European-Style Octane Could Boost Efficiency, Power In US Engines

Cameron Aubernon
by Cameron Aubernon
european style octane could boost efficiency power in us engines

Should United States gasoline octane standards be updated to match those in Europe, f uel efficiency could see a significant improvement, along with increases in engine power.

Ward’s Auto reports the Detroit Three powertrain bosses laid-out their case for increasing octane ratings before attendees at this year’s SAE World Congress. In short, by matching ratings with those in Europe — where the highest rating is 95+ — engineers could build engines for higher compression, leading to increases in fuel efficiency and power instead of the losses in both found in engines made for the U.S. market, where the highest rating available is 91.

The idea has precedent, as diesel fuel was brought in line with European standards seven years ago, with improvements to both engines and emissions as a result.

Though the Detroit Three bosses brought the issue up with the Department of Energy and various power players within the Beltway, only now have they brought it before the public, as Ford chief Bob Fascetti explains:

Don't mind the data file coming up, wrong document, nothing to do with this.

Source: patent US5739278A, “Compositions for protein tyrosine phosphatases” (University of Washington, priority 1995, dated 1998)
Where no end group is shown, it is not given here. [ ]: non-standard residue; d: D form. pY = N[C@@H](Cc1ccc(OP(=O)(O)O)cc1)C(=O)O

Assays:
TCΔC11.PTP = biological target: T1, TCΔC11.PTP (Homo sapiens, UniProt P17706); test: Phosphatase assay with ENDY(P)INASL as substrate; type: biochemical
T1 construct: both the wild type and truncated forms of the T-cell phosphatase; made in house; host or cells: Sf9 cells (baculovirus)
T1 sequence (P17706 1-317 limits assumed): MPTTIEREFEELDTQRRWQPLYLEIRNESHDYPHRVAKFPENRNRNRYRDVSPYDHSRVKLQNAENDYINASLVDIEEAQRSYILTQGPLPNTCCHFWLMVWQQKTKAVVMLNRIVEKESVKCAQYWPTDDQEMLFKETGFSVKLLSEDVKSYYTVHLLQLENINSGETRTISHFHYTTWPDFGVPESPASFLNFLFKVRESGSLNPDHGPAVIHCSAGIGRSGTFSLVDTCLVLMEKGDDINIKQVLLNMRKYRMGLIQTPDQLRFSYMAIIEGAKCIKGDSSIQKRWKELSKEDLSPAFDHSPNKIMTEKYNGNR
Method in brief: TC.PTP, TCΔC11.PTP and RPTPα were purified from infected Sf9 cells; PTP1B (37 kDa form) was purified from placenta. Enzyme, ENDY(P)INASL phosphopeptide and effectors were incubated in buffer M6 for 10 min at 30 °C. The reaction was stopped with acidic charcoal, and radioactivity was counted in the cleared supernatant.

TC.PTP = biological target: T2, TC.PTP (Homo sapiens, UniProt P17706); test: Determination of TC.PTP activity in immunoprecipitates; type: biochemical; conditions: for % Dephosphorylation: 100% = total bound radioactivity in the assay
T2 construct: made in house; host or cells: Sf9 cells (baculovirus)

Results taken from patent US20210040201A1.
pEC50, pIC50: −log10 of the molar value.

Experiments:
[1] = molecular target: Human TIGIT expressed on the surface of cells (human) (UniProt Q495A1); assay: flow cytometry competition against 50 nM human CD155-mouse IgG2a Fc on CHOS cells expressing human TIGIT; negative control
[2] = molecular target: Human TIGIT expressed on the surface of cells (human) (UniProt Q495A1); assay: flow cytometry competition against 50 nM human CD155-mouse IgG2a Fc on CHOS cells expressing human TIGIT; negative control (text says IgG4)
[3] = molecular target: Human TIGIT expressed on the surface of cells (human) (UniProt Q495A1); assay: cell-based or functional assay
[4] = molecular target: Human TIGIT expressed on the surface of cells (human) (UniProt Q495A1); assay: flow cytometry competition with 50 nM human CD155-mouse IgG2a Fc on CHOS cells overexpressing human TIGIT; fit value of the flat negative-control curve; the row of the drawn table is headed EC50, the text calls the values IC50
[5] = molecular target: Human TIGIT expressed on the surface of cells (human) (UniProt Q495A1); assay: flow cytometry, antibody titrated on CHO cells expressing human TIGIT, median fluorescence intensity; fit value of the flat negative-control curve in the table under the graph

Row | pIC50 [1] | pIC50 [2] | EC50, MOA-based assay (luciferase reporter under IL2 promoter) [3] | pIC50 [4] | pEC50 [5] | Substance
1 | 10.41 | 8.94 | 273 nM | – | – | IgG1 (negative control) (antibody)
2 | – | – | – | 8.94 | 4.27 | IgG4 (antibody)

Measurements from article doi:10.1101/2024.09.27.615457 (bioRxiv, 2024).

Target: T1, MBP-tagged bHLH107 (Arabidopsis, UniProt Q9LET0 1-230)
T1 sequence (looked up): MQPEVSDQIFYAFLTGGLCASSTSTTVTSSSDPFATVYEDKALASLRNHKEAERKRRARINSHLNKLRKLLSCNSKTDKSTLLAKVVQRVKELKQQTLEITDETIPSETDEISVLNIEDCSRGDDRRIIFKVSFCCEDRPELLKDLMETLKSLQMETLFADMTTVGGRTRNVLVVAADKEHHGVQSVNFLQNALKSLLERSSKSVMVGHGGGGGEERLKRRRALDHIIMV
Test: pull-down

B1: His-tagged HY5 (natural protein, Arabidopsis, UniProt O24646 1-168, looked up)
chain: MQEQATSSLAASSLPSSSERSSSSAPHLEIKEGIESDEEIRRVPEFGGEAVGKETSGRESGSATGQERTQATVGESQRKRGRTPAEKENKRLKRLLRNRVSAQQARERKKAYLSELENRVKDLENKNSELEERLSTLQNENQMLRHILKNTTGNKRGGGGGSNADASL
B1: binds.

I can’t say we’ve actually lobbied together, but it’s a common-sense thing. If we had a single-octane fuel that was higher, then we can take advantage of that for the customer, we can implement higher compression ratios and we won’t be knock-limited on the fuel. It’s win-win for the innovators as well as for the customers.

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  • Samuel Morse Samuel Morse on Apr 10, 2014

    Most mainstream cars in Europa have gasoline engines running on 95 NO gasoline, while sport vehicles's manufacturers do recommend 98 NO gasoline for higher compression engines, usually above 9.5:1. Wonder if increasing octane index of US gasolines will lead to manufacturers having to increase their compression ratios of their engines.

    • Add Lightness Add Lightness on Apr 10, 2014

      In Europe that cars running on gasoline are rental, very high performance or cheap. The mainstream cars mostly run on diesel.

  • DrGastro997 DrGastro997 on Apr 10, 2014

    It's about time we get a true blend of high octane gas...

  • Beefmalone Beefmalone on Apr 10, 2014

    If we were really worried about fuel economy, we'd quit watering down our gas with 10% ethanol.

  • Inside Looking Out Inside Looking Out on Apr 13, 2014

    Electric cars make all this topic meaningless.

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